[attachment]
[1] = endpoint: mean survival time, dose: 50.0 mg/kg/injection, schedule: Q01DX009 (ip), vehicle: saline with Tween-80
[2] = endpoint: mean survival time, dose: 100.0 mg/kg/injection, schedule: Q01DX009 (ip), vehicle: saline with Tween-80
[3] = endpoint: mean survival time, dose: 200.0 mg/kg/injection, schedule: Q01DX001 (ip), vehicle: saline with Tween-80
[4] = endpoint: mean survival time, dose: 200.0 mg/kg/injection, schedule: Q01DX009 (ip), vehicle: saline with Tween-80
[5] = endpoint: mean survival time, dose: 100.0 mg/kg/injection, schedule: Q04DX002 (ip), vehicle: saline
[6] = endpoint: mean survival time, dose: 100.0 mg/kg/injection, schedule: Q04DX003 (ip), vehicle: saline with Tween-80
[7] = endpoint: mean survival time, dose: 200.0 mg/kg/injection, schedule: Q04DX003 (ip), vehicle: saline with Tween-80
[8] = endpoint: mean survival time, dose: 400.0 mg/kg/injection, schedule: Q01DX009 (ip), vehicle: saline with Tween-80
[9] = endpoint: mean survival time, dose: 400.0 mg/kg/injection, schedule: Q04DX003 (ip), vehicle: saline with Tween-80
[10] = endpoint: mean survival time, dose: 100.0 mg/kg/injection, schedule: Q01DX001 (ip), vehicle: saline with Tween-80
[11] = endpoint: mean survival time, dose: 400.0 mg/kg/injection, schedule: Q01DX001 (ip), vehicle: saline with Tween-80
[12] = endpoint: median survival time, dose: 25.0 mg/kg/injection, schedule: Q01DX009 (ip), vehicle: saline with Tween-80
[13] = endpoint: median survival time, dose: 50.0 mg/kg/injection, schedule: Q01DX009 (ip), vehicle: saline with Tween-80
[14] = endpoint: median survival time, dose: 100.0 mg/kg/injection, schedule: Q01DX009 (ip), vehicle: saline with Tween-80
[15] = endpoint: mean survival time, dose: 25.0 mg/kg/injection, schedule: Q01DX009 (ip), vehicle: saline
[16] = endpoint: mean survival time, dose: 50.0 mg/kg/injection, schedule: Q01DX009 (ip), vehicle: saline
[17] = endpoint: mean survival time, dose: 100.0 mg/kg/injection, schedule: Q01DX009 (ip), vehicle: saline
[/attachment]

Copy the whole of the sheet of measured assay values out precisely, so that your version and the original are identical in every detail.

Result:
[1] = endpoint: mean survival time, dose: 50.0 mg/kg/injection, schedule: Q01DX009 (ip), vehicle: saline with Tween-80
[2] = endpoint: mean survival time, dose: 100.0 mg/kg/injection, schedule: Q01DX009 (ip), vehicle: saline with Tween-80
[3] = endpoint: mean survival time, dose: 200.0 mg/kg/injection, schedule: Q01DX001 (ip), vehicle: saline with Tween-80
[4] = endpoint: mean survival time, dose: 200.0 mg/kg/injection, schedule: Q01DX009 (ip), vehicle: saline with Tween-80
[5] = endpoint: mean survival time, dose: 100.0 mg/kg/injection, schedule: Q04DX002 (ip), vehicle: saline
[6] = endpoint: mean survival time, dose: 100.0 mg/kg/injection, schedule: Q04DX003 (ip), vehicle: saline with Tween-80
[7] = endpoint: mean survival time, dose: 200.0 mg/kg/injection, schedule: Q04DX003 (ip), vehicle: saline with Tween-80
[8] = endpoint: mean survival time, dose: 400.0 mg/kg/injection, schedule: Q01DX009 (ip), vehicle: saline with Tween-80
[9] = endpoint: mean survival time, dose: 400.0 mg/kg/injection, schedule: Q04DX003 (ip), vehicle: saline with Tween-80
[10] = endpoint: mean survival time, dose: 100.0 mg/kg/injection, schedule: Q01DX001 (ip), vehicle: saline with Tween-80
[11] = endpoint: mean survival time, dose: 400.0 mg/kg/injection, schedule: Q01DX001 (ip), vehicle: saline with Tween-80
[12] = endpoint: median survival time, dose: 25.0 mg/kg/injection, schedule: Q01DX009 (ip), vehicle: saline with Tween-80
[13] = endpoint: median survival time, dose: 50.0 mg/kg/injection, schedule: Q01DX009 (ip), vehicle: saline with Tween-80
[14] = endpoint: median survival time, dose: 100.0 mg/kg/injection, schedule: Q01DX009 (ip), vehicle: saline with Tween-80
[15] = endpoint: mean survival time, dose: 25.0 mg/kg/injection, schedule: Q01DX009 (ip), vehicle: saline
[16] = endpoint: mean survival time, dose: 50.0 mg/kg/injection, schedule: Q01DX009 (ip), vehicle: saline
[17] = endpoint: mean survival time, dose: 100.0 mg/kg/injection, schedule: Q01DX009 (ip), vehicle: saline